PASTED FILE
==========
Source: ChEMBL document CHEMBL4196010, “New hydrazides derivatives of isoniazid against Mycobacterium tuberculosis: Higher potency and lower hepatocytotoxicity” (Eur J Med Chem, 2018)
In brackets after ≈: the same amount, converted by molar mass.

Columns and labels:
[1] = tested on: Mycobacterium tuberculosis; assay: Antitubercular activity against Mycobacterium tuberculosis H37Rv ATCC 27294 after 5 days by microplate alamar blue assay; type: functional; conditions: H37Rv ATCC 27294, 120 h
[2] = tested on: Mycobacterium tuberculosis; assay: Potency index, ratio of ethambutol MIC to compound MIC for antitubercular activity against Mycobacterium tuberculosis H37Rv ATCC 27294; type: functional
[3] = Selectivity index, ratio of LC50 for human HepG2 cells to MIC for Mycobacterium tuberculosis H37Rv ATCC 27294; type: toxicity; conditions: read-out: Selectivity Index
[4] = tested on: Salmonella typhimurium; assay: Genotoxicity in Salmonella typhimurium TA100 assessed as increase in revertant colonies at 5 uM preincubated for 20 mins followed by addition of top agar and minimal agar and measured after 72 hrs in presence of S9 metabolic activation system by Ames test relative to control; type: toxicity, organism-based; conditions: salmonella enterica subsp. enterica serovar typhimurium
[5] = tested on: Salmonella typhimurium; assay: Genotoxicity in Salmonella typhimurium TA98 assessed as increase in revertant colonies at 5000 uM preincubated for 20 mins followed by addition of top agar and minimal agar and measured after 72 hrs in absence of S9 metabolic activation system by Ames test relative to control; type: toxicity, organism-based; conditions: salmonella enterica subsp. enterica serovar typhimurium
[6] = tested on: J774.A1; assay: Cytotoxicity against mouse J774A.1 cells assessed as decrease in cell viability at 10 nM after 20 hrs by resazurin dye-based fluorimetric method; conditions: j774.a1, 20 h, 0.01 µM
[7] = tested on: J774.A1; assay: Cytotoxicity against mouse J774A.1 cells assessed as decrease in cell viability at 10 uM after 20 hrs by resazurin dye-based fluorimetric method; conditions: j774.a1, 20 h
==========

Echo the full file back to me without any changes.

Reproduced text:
Source: ChEMBL document CHEMBL4196010, “New hydrazides derivatives of isoniazid against Mycobacterium tuberculosis: Higher potency and lower hepatocytotoxicity” (Eur J Med Chem, 2018)
In brackets after ≈: the same amount, converted by molar mass.

Columns and labels:
[1] = tested on: Mycobacterium tuberculosis; assay: Antitubercular activity against Mycobacterium tuberculosis H37Rv ATCC 27294 after 5 days by microplate alamar blue assay; type: functional; conditions: H37Rv ATCC 27294, 120 h
[2] = tested on: Mycobacterium tuberculosis; assay: Potency index, ratio of ethambutol MIC to compound MIC for antitubercular activity against Mycobacterium tuberculosis H37Rv ATCC 27294; type: functional
[3] = Selectivity index, ratio of LC50 for human HepG2 cells to MIC for Mycobacterium tuberculosis H37Rv ATCC 27294; type: toxicity; conditions: read-out: Selectivity Index
[4] = tested on: Salmonella typhimurium; assay: Genotoxicity in Salmonella typhimurium TA100 assessed as increase in revertant colonies at 5 uM preincubated for 20 mins followed by addition of top agar and minimal agar and measured after 72 hrs in presence of S9 metabolic activation system by Ames test relative to control; type: toxicity, organism-based; conditions: salmonella enterica subsp. enterica serovar typhimurium
[5] = tested on: Salmonella typhimurium; assay: Genotoxicity in Salmonella typhimurium TA98 assessed as increase in revertant colonies at 5000 uM preincubated for 20 mins followed by addition of top agar and minimal agar and measured after 72 hrs in absence of S9 metabolic activation system by Ames test relative to control; type: toxicity, organism-based; conditions: salmonella enterica subsp. enterica serovar typhimurium
[6] = tested on: J774.A1; assay: Cytotoxicity against mouse J774A.1 cells assessed as decrease in cell viability at 10 nM after 20 hrs by resazurin dye-based fluorimetric method; conditions: j774.a1, 20 h, 0.01 µM
[7] = tested on: J774.A1; assay: Cytotoxicity against mouse J774A.1 cells assessed as decrease in cell viability at 10 uM after 20 hrs by resazurin dye-based fluorimetric method; conditions: j774.a1, 20 h